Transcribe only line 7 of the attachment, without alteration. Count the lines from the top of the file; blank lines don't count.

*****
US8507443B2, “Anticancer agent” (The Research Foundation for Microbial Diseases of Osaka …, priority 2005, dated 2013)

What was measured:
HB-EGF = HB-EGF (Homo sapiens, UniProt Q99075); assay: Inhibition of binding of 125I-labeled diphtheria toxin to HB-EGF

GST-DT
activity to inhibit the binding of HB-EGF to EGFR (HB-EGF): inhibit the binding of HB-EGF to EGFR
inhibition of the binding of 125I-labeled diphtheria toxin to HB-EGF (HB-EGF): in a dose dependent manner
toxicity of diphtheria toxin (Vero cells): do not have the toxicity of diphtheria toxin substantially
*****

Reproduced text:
toxicity of diphtheria toxin (Vero cells): do not have the toxicity of diphtheria toxin substantially